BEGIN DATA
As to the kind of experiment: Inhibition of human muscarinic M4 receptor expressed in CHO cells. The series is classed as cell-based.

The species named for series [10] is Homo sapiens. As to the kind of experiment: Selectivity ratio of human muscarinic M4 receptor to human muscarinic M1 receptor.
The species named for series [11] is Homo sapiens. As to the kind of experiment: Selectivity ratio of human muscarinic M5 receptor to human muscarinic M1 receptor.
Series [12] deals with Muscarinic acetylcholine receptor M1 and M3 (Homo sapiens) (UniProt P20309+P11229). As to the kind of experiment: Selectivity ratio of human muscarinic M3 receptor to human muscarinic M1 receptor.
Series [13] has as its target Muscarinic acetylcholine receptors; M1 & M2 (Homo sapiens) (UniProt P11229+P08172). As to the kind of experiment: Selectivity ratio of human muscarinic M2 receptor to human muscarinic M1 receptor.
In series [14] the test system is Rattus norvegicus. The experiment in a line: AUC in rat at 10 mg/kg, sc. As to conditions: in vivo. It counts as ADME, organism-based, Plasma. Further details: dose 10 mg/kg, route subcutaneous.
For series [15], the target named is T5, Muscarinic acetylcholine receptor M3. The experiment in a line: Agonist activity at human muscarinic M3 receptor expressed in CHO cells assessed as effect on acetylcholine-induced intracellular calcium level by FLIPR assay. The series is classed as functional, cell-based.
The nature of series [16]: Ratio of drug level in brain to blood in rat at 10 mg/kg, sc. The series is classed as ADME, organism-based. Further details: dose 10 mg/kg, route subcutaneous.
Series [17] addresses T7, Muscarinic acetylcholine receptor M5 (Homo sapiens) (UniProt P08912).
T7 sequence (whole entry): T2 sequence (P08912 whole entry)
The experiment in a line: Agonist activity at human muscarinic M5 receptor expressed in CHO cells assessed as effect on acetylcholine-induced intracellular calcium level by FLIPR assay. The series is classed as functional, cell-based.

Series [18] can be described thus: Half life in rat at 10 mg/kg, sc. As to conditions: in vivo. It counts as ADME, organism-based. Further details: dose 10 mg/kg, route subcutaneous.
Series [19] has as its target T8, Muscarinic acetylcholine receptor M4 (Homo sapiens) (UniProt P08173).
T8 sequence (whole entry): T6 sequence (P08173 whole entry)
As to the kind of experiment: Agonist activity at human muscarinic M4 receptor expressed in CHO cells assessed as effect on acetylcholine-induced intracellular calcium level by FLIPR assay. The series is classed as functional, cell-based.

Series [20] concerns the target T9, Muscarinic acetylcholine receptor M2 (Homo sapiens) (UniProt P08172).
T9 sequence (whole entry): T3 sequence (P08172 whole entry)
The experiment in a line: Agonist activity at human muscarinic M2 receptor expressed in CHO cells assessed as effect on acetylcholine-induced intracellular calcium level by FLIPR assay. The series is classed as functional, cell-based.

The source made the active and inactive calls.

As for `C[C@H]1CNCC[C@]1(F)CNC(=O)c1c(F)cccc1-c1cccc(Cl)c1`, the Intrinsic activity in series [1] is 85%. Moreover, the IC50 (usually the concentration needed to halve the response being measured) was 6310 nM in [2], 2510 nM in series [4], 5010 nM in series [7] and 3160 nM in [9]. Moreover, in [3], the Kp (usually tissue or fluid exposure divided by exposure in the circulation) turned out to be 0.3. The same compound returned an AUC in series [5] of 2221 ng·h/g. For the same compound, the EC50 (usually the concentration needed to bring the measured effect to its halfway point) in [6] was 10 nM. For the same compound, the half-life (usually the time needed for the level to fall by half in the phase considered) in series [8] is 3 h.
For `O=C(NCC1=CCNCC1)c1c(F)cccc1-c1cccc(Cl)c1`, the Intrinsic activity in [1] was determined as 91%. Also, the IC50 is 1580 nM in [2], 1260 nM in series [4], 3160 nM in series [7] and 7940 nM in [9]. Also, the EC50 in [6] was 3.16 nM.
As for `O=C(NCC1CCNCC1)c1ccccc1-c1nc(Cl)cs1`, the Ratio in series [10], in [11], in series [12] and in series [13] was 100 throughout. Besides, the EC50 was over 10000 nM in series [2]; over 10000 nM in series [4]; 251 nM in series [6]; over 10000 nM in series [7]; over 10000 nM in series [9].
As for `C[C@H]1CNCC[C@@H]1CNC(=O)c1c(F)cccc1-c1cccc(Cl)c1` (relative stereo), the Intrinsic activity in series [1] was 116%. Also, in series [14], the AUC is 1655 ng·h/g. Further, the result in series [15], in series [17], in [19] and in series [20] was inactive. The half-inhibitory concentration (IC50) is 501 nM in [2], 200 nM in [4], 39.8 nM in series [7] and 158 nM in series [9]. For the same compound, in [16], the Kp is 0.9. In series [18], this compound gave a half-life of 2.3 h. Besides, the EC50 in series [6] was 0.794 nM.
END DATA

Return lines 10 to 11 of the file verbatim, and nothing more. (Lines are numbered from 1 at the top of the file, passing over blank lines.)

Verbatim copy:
T7 sequence (whole entry): T2 sequence (P08912 whole entry)
The experiment in a line: Agonist activity at human muscarinic M5 receptor expressed in CHO cells assessed as effect on acetylcholine-induced intracellular calcium level by FLIPR assay. The series is classed as functional, cell-based.